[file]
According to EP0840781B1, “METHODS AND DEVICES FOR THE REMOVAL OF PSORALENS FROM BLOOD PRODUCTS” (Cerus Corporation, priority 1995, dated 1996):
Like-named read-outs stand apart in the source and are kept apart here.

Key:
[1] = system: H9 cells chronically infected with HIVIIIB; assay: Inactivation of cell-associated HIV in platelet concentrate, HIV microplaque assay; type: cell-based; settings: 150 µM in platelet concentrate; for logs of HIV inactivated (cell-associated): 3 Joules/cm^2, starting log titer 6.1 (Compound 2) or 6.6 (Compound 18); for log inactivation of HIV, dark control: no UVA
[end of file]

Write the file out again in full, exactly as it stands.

According to EP0840781B1, “METHODS AND DEVICES FOR THE REMOVAL OF PSORALENS FROM BLOOD PRODUCTS” (Cerus Corporation, priority 1995, dated 1996):
Like-named read-outs stand apart in the source and are kept apart here.

Key:
[1] = system: H9 cells chronically infected with HIVIIIB; assay: Inactivation of cell-associated HIV in platelet concentrate, HIV microplaque assay; type: cell-based; settings: 150 µM in platelet concentrate; for logs of HIV inactivated (cell-associated): 3 Joules/cm^2, starting log titer 6.1 (Compound 2) or 6.6 (Compound 18); for log inactivation of HIV, dark control: no UVA